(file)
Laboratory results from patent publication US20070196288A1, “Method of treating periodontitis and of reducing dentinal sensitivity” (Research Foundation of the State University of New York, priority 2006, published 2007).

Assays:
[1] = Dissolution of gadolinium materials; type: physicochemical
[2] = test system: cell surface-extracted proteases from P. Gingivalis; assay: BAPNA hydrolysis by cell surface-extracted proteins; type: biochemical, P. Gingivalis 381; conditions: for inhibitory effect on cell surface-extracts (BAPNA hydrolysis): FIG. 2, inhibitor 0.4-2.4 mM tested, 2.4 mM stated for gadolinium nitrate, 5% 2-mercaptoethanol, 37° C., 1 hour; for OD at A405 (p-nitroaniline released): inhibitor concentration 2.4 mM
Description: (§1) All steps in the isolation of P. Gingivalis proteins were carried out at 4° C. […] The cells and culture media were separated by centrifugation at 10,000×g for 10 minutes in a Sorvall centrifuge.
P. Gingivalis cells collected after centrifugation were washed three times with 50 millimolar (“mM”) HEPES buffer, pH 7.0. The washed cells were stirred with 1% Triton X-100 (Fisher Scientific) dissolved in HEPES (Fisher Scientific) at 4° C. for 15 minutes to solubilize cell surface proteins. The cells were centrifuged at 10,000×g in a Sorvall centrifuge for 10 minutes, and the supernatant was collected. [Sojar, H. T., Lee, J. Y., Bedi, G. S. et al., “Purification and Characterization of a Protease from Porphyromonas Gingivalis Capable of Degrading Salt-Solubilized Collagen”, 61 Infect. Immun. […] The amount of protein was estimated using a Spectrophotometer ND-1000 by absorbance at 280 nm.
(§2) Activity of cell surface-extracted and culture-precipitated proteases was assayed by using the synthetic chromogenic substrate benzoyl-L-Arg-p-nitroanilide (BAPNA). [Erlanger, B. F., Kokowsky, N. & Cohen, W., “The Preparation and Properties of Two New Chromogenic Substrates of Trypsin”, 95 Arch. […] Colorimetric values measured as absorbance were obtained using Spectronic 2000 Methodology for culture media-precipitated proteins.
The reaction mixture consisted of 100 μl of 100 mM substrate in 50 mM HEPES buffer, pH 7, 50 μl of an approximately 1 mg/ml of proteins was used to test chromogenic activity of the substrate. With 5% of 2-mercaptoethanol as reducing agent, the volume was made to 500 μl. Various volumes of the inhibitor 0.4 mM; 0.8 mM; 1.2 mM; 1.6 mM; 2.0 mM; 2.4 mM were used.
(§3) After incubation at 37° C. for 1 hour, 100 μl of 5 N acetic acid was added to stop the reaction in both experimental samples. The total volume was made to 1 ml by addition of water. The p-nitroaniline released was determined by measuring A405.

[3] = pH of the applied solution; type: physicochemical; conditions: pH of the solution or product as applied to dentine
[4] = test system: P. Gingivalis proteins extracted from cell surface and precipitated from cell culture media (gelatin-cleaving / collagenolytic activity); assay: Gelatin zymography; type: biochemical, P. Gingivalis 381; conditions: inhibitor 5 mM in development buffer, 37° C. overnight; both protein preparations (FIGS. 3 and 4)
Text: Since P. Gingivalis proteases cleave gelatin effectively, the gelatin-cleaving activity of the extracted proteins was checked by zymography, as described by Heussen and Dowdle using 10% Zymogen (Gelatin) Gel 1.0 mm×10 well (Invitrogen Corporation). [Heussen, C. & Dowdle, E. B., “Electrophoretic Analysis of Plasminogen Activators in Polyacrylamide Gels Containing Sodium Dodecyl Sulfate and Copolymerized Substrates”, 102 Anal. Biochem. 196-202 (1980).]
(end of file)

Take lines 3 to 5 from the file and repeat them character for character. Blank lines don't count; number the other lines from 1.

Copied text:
[1] = Dissolution of gadolinium materials; type: physicochemical
[2] = test system: cell surface-extracted proteases from P. Gingivalis; assay: BAPNA hydrolysis by cell surface-extracted proteins; type: biochemical, P. Gingivalis 381; conditions: for inhibitory effect on cell surface-extracts (BAPNA hydrolysis): FIG. 2, inhibitor 0.4-2.4 mM tested, 2.4 mM stated for gadolinium nitrate, 5% 2-mercaptoethanol, 37° C., 1 hour; for OD at A405 (p-nitroaniline released): inhibitor concentration 2.4 mM
Description: (§1) All steps in the isolation of P. Gingivalis proteins were carried out at 4° C. […] The cells and culture media were separated by centrifugation at 10,000×g for 10 minutes in a Sorvall centrifuge.